Edit
I read this back and think it doesnt clearly state what am asking. The thing am asking is what other Chords like A,Am work together well. as in the same chord but Major/minor

Thanks
Actually I'm still not quite clear what you are asking, as you say "work together" but you seem really to mean "follow one another" - and there it completely depends on the musical context. If you follow X major with X minor, or the other way round, you are effectively using the same chord but changing its "colour" as they both have the same root, so you are using one harmony and "brightening" or "darkening" it (there are other ways of describing the effect) depending on whether you go from minor to major or vice versa.

In reply to the OP (sorry, only just caught up with this thread) although doing it by intervals in semitones is correct in musical theory (except, as Colin pointed out, you have spelled some of yours incorrectly) I would say that's the yuk way (tr: the hard way round) to work out chords.

For all root position triads you need a perfect fifth to make the "shell" - it's an acoustic quality, not just something we've got used to. It's tonic to dominant, and here's a neat little trick. If you play a chromatic scale in perfect 5ths, use one hand or two, you'll find C-G, two white keys. Db-Ab, two black keys, D-A two white keys, and so on all the way up the scale, two keys the same colour (no, it does not work on a clarinet LOL) until you get to Bb and B, the "silly Bs", where the dominant is the opposite colour key. My kids love playing this one and doing that little "shimmy" at the top end where the wrist does the twist. Then you need to work out the middle note. It should be the alphabetical middle, so the middle note of F minor is Ab and not G#* and you can learn this either by trial and error, or by counting up the semitones to a major 3rd (OK semitones might be necessary there) but you can often do it by knowing the scale or the key-signature so you still don't have to count.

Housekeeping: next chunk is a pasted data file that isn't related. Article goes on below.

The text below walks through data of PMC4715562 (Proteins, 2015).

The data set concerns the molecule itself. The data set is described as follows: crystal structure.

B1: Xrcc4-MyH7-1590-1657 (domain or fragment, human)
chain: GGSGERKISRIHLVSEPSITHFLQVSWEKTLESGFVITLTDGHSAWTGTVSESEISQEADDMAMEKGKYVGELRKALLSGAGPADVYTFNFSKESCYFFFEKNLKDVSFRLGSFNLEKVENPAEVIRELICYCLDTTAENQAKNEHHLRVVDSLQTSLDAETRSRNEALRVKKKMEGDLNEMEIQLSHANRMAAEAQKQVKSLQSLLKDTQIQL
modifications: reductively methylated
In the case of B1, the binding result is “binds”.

I teach most of my scales and chords and keys from the tonic major/minor and not the relative major/minor. I find it makes far more sense. C major to C minor you can instantly hear the difference and can understand what minor is about. C major to A minor... take the sixth note of the scale, play an octave with the same key-signature (nowt in this case) and that's the minor. If I were completely untutored I would be asking why the sixth, why isn't it the minor by starting on the 2nd or the 3rd or the 7th, they also contain the same notes. Constant arguments over on t'other place (the AB forum) with Kodaly devotees.

*my piano tuner (recommended by feg, thank you!) says piano tuners don't generally bother with flats, every black key is a sharp to him.

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Re: Major and Minor Piano Chords

Post by Gill the Piano » 07 May 2016, 17:49

gizzy wrote:*my piano tuner (recommended by feg, thank you!) says piano tuners don't generally bother with flats, every black key is a sharp to him.
I once tuned for a very elderly chap in his nineties who could hardly see who told me not to bother with the white 'uns as he only played the black 'uns...

The more guitarists I meet the more amused I am by their terror of flats...they're quite happy to play in a sharp key but ask them to play in F major....!
I play for my own amazement... :piano;